Abstract
Circumscription is a form of non-monotonic reasoning, introduced by McCarthy as a way of characterizing common-sense defaults. It characterizes the non-monotonic consequences of a theory, as the formulas true in the minimal models of that theory under a partial-order. However, there are partial orders with no minimal models. In this case circumscription maps a satisfiable theory to falsity.
This would be of purely academic interest, but for the fact that many natural defaults have this character of lacking minimal models. The set of intuitive consequences of these defaults is not all sentences.
We propose an alternative to minimal semantics. We propose that reasonable beliefs are those whose models contain a dense ideal of the partial-order. We then look at some properties of this choice, for example, does it preserve the structural properties of circumscription?
We then look at how we can use this insight to modify circumscription, so that it maps satisfiable theories to satisfiable theories.
Abstract
Circumscription is a form of non-monotonic reasoning, introduced by McCarthy as a way of characterizing defaults using second order logic. The consequences of circumscription are those formulas true in the minimal models under a pre-order on models. In the case of domain circumscription the pre-order was the sub-model relation. Formula circumscription is characterized by minimizing a set of formulas---one model is preferred to another model when the extensions of the minimized formulas in the first are subsets of the extensions in the second.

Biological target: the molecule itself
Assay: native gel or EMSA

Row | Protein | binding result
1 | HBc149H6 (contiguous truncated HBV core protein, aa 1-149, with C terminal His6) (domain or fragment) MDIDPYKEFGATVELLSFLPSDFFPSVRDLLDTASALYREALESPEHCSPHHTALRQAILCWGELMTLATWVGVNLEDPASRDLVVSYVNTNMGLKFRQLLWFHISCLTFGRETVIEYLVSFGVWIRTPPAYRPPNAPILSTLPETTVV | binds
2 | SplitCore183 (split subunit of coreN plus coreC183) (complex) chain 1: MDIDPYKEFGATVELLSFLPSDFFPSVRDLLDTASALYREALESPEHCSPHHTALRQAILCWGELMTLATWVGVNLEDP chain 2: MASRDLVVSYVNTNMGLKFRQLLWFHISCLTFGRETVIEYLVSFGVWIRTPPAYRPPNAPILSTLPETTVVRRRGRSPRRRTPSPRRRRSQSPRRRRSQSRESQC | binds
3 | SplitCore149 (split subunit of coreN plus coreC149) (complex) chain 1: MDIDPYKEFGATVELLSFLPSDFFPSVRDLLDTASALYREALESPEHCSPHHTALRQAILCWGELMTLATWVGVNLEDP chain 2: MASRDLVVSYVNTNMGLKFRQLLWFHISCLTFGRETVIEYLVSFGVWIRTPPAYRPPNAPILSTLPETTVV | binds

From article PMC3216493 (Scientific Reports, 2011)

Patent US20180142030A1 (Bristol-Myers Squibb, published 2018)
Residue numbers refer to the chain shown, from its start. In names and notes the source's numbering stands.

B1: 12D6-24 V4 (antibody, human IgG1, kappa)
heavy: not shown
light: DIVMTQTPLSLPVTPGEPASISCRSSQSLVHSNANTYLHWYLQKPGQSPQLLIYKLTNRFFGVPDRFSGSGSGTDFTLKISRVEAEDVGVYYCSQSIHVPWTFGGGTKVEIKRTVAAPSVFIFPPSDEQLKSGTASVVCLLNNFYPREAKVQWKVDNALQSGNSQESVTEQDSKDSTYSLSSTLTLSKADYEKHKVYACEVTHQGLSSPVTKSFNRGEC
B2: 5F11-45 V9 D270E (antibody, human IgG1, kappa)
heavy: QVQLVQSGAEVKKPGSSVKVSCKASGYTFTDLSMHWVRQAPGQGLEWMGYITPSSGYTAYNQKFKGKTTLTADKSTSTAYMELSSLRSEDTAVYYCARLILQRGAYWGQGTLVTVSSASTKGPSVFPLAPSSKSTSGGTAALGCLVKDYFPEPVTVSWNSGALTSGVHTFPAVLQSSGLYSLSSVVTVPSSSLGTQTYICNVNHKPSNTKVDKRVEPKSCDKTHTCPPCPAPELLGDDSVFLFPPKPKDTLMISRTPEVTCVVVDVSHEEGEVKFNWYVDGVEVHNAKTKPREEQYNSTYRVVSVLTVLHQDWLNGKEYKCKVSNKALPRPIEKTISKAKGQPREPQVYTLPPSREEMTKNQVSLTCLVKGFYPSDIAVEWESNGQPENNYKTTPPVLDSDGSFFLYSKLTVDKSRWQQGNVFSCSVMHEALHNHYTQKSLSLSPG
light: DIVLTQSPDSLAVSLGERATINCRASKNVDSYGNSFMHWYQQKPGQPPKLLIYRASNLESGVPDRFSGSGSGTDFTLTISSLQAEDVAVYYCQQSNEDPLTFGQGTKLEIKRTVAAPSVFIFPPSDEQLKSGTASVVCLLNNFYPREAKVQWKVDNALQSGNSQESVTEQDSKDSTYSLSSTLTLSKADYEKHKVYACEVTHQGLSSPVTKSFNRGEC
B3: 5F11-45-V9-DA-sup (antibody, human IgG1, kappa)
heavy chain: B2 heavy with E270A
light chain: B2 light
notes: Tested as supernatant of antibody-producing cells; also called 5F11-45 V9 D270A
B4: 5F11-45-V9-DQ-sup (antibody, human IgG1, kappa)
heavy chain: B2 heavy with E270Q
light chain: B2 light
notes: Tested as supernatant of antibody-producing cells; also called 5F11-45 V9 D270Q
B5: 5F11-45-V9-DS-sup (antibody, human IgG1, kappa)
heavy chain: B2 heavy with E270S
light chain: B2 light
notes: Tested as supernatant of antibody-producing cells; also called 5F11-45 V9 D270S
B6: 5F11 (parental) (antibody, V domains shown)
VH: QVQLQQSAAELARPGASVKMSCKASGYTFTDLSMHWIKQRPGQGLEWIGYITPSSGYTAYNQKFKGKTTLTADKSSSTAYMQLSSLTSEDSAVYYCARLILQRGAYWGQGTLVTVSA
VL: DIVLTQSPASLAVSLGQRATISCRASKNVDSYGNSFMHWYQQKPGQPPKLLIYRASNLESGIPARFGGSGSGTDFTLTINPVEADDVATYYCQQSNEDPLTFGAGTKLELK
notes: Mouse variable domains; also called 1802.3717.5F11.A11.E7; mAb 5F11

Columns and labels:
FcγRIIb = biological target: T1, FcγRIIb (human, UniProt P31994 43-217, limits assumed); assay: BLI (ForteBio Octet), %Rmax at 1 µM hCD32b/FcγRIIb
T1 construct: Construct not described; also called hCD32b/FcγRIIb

We show that the propositional version of formula circumscription can capture all pre-orders on valuations of finite languages. We consider the question of infinite languages, and give the corresponding representation theorems. Infinitary propositional logics are of interest as they correspond closely to first order logics with fixed domains. We show that even logics with countable connectives cannot describe all pre-orders on models of countable infinite languages. We further show that there are natural defaults, captured by inductive definitions, that cannot be captured by circumscription in the first order case. Formulas of this sort have been suggested as an extension of circumscription by Lifschitz.
Finally, contrary to previous claims, we show that propositional formula circumscription can capture all preferential consequence relations over finite propositional languages, as defined by Kraus et al. Thus, in the finite propositional case, there is no restriction on the kinds of preferential defaults that circumscription can describe.
Abstract
Circumscription is a form of non-monotonic reasoning. The first version of circumscription, domain circumscription, is analogous to mathematical induction. Given a theory, it chooses the models of that theory whose domains are minimal with respect to inclusion. It captures the assumption that as few objects exist as possible.